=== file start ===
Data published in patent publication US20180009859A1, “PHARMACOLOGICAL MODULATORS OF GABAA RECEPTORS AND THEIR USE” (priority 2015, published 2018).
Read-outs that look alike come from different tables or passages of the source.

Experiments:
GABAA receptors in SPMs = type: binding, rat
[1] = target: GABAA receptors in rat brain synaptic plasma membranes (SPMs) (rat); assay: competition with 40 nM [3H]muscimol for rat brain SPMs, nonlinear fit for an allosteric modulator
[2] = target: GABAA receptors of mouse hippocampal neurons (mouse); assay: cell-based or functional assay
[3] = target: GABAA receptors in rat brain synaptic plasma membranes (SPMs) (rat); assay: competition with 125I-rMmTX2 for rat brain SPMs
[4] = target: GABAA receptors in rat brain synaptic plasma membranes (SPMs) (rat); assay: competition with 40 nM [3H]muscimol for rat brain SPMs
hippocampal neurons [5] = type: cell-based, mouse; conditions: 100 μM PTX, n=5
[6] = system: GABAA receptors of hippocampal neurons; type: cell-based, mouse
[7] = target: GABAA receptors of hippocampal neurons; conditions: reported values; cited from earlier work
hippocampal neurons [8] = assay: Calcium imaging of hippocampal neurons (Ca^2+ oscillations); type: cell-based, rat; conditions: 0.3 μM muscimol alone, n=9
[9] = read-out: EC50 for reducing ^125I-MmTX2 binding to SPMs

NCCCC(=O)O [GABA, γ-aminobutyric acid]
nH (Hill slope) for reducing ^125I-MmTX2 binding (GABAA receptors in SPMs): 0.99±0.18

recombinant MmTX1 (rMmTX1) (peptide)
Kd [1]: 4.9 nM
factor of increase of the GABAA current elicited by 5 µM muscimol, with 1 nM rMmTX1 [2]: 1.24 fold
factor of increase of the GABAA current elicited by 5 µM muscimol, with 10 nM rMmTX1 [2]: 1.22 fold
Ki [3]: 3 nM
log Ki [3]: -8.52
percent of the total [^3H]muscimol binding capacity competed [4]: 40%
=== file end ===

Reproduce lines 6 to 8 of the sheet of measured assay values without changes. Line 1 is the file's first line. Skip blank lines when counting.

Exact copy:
[2] = target: GABAA receptors of mouse hippocampal neurons (mouse); assay: cell-based or functional assay
[3] = target: GABAA receptors in rat brain synaptic plasma membranes (SPMs) (rat); assay: competition with 125I-rMmTX2 for rat brain SPMs
[4] = target: GABAA receptors in rat brain synaptic plasma membranes (SPMs) (rat); assay: competition with 40 nM [3H]muscimol for rat brain SPMs